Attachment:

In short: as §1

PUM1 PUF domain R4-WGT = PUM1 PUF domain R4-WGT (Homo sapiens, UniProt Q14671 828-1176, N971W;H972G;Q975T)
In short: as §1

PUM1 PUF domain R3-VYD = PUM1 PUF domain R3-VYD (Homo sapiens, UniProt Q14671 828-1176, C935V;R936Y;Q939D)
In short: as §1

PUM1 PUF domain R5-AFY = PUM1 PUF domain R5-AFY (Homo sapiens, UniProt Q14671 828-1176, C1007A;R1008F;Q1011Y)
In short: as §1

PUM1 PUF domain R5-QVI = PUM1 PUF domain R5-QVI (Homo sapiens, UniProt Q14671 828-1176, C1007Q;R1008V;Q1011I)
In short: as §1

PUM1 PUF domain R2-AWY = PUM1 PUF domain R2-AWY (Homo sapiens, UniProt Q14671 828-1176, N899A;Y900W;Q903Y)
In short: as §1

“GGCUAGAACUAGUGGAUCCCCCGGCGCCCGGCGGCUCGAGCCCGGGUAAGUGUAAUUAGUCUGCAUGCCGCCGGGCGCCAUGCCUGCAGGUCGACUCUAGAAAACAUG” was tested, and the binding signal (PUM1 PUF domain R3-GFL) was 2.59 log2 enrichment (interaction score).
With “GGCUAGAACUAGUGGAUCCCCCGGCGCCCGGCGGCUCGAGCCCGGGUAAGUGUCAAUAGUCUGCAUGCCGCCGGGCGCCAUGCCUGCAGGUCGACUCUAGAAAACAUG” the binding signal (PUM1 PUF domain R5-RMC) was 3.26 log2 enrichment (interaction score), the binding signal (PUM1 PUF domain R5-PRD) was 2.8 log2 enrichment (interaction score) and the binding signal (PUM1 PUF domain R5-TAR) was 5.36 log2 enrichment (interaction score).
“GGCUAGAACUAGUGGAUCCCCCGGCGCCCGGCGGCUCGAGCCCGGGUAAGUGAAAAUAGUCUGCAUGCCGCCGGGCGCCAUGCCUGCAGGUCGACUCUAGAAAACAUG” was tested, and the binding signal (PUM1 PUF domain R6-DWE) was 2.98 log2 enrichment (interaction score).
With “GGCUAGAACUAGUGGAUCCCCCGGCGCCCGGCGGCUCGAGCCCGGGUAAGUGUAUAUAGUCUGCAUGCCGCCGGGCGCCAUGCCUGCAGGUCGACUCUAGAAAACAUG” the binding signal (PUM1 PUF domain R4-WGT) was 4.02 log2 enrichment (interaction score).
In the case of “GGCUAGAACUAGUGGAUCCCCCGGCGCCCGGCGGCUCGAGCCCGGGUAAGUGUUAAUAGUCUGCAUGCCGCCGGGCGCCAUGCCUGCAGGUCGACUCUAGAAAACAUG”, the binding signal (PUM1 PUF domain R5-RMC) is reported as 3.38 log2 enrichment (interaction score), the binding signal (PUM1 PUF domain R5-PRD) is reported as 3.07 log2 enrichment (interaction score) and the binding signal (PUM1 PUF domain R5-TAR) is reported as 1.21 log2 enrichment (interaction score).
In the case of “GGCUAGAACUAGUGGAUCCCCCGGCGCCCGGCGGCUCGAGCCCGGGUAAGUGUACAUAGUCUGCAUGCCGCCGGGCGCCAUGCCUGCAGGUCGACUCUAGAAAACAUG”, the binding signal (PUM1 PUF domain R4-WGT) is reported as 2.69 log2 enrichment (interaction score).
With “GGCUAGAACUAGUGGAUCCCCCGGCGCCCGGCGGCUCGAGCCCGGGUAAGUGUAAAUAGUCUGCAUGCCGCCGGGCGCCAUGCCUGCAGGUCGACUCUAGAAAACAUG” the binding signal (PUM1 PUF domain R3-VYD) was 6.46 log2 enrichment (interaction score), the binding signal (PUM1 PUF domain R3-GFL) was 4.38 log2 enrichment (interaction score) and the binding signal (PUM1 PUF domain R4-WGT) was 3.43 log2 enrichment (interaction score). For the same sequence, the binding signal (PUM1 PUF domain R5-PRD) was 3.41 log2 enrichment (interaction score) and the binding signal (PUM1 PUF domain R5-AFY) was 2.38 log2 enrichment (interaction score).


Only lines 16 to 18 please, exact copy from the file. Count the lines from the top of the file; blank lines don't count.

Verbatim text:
In the case of “GGCUAGAACUAGUGGAUCCCCCGGCGCCCGGCGGCUCGAGCCCGGGUAAGUGUUAAUAGUCUGCAUGCCGCCGGGCGCCAUGCCUGCAGGUCGACUCUAGAAAACAUG”, the binding signal (PUM1 PUF domain R5-RMC) is reported as 3.38 log2 enrichment (interaction score), the binding signal (PUM1 PUF domain R5-PRD) is reported as 3.07 log2 enrichment (interaction score) and the binding signal (PUM1 PUF domain R5-TAR) is reported as 1.21 log2 enrichment (interaction score).
In the case of “GGCUAGAACUAGUGGAUCCCCCGGCGCCCGGCGGCUCGAGCCCGGGUAAGUGUACAUAGUCUGCAUGCCGCCGGGCGCCAUGCCUGCAGGUCGACUCUAGAAAACAUG”, the binding signal (PUM1 PUF domain R4-WGT) is reported as 2.69 log2 enrichment (interaction score).
With “GGCUAGAACUAGUGGAUCCCCCGGCGCCCGGCGGCUCGAGCCCGGGUAAGUGUAAAUAGUCUGCAUGCCGCCGGGCGCCAUGCCUGCAGGUCGACUCUAGAAAACAUG” the binding signal (PUM1 PUF domain R3-VYD) was 6.46 log2 enrichment (interaction score), the binding signal (PUM1 PUF domain R3-GFL) was 4.38 log2 enrichment (interaction score) and the binding signal (PUM1 PUF domain R4-WGT) was 3.43 log2 enrichment (interaction score). For the same sequence, the binding signal (PUM1 PUF domain R5-PRD) was 3.41 log2 enrichment (interaction score) and the binding signal (PUM1 PUF domain R5-AFY) was 2.38 log2 enrichment (interaction score).